There are no hard-and-fast rules for the best way of converting or migrating data between platforms, applications or formats: each case must be examined on its own merits. Typical considerations are:
- Data volume
- Storage mechanism (relational or other database, flat file, application-specific etc.)
- Data complexity (flat records, BLOBs, structures etc.)
- Binary formats (dates, floating-point, zoned / overpunched / packed etc.)
The two principal methods used by RapidGen are:
- A custom record-by-record conversion program, auto-generated by the Genius Transfer Utility. This works well for conversion of flat files between different record layouts stored in the Genius Data Dictionary. Variables can be auto-converted (e.g. from VAX floating to IEEE floating) at the same time. This method can also be used for certain types of database, but may not be the most efficient approach for large data volumes.
- Unloading to serial format (XML, CSV etc.), performing any necessary conversion or reformatting, then loading into the new system. This is usually the best approach for converting from one type of relational database to another, using the inbuilt backup/.restore facilities which are optimized for the specific database type. Conversion between disparate save/restore formats can usually be done using XSLT if the source format is XML. In other cases it is usually necessary to create a custom conversion program, either manually or by defining the serial formats to the Genius Data Dictionary and using the Transfer Utility as above.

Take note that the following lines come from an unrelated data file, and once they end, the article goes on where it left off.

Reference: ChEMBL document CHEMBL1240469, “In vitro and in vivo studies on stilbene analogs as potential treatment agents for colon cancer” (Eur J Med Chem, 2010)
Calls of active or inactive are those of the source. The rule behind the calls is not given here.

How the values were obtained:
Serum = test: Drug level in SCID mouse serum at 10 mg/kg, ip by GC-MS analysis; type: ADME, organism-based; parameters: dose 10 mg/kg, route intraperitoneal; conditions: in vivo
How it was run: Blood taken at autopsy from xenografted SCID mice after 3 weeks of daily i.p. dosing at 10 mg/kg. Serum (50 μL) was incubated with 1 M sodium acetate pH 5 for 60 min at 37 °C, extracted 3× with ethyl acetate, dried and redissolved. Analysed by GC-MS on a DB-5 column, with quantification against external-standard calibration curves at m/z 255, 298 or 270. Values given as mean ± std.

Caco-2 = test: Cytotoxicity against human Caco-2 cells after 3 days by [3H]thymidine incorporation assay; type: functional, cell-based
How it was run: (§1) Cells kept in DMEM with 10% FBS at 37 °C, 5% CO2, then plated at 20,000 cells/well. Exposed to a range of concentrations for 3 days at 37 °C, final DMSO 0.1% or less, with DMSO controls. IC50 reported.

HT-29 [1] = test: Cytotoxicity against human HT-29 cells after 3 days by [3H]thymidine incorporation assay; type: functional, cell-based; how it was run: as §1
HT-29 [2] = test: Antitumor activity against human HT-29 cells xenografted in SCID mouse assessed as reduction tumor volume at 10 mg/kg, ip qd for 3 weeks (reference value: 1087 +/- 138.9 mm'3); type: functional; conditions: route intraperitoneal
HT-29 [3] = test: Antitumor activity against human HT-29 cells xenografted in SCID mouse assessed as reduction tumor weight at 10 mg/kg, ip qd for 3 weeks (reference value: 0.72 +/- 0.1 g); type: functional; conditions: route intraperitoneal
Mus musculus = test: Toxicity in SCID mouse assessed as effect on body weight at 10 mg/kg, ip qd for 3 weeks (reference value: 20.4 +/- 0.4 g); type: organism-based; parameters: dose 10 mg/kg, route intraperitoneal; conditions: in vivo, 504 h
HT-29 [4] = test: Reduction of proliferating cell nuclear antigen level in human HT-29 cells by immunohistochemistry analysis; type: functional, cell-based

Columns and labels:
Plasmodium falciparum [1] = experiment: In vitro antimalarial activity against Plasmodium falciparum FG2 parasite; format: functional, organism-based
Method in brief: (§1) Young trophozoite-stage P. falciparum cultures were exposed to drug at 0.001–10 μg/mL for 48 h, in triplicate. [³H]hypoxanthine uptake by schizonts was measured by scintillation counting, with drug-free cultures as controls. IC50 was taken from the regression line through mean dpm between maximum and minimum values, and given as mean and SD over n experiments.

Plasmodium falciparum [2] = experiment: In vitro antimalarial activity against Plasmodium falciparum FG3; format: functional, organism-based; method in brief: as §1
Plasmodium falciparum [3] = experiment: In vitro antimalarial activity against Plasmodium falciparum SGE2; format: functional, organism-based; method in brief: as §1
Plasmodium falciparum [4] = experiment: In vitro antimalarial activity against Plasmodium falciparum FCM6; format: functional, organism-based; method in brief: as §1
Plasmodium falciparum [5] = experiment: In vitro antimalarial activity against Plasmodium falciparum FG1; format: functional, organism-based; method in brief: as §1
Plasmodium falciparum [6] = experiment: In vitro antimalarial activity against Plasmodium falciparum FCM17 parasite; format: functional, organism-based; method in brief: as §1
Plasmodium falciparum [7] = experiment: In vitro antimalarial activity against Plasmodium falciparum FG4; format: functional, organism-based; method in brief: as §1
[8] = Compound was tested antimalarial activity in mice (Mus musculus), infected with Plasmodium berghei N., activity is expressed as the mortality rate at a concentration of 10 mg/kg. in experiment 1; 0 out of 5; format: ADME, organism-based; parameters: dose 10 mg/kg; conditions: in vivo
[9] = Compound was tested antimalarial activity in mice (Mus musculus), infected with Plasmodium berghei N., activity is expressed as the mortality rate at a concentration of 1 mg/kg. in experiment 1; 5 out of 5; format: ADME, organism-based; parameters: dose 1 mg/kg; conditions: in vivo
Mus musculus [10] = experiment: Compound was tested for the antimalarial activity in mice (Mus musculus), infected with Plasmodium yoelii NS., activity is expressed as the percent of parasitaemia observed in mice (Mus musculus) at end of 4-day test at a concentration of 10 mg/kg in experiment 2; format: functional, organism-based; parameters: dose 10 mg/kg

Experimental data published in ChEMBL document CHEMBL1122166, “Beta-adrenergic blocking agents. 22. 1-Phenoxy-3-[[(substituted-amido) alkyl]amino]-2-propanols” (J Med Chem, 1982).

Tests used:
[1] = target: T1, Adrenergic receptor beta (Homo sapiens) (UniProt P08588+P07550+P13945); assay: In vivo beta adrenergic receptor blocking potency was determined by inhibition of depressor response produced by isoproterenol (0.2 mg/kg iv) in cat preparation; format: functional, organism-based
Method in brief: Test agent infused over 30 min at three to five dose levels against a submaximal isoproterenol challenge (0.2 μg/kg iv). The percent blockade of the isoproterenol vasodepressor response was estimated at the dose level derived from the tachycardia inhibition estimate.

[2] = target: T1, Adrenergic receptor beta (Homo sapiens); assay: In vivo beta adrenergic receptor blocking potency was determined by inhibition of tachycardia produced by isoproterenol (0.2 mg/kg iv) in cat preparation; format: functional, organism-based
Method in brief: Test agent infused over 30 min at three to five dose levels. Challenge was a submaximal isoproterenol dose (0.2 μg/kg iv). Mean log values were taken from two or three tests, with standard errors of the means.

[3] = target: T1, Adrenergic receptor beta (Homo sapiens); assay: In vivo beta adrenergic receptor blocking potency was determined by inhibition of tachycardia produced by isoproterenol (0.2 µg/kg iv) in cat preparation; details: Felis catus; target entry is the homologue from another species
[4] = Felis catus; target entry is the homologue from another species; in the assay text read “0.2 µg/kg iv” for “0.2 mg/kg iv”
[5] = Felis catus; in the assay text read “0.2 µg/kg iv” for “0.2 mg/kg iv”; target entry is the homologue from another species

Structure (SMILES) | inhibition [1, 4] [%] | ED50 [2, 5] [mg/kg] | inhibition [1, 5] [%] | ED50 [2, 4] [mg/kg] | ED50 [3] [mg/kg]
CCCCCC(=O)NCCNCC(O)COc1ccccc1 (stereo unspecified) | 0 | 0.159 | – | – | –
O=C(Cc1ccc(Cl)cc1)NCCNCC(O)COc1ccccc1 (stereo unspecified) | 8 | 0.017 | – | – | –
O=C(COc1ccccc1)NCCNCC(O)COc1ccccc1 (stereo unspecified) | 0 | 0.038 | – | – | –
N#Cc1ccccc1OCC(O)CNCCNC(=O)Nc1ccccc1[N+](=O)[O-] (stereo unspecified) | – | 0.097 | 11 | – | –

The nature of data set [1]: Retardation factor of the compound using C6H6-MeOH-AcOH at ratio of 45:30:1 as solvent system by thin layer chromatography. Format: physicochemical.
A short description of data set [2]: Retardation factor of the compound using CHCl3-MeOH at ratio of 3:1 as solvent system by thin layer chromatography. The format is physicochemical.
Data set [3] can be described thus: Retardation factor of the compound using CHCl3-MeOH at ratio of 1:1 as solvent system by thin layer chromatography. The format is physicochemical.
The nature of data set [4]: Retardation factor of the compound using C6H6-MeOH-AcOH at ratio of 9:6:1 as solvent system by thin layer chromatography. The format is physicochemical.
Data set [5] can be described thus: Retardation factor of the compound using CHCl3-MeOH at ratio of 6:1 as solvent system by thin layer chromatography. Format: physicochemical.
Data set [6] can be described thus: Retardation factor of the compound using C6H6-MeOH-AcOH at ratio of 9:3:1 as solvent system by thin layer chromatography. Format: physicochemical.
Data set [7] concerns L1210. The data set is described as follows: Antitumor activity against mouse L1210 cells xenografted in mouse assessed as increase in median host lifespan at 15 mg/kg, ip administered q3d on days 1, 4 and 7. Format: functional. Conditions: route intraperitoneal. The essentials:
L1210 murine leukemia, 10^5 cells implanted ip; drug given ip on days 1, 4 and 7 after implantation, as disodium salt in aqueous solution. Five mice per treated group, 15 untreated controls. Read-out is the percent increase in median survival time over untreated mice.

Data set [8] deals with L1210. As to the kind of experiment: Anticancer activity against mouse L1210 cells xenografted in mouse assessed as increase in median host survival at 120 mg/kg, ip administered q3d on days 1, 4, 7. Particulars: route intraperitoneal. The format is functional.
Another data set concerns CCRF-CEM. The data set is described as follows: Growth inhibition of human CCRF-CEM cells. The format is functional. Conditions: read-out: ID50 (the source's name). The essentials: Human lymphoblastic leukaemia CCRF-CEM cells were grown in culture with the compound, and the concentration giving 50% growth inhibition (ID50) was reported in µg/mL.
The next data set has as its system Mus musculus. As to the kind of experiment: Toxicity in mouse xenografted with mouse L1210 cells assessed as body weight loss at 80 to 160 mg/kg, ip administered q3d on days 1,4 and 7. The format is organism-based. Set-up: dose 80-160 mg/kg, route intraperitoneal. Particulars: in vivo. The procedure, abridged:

In more complex cases a combination of these and other techniques may be necessary, particularly when data volumes are large. Additional complications can include:
- Character set conversion (EBCDIC, Unicode, Windows code pages etc.)
- Little-endian to big-endian numeric conversions and vice versa
- Data dependencies and database constraints requiring strict load sequencing, partial or split loads or constraint deferment
- Graphics and multimedia format conversions
Conversion programs can usually be written (manually or using the Transfer Utility) in RapidGen’s RPL language, which employs Decision Table logic and natively supports an extremely wide range of data types. In some situations, however, other languages such as C++ or FORTRAN may be more appropriate; RapidGen can advise on request.
RapidGen is adept at developing ‘Bespoke Solutions’, tailored to meet Client requirements and has an excellent record of resolving complex challenges of ‘Software Plumbing’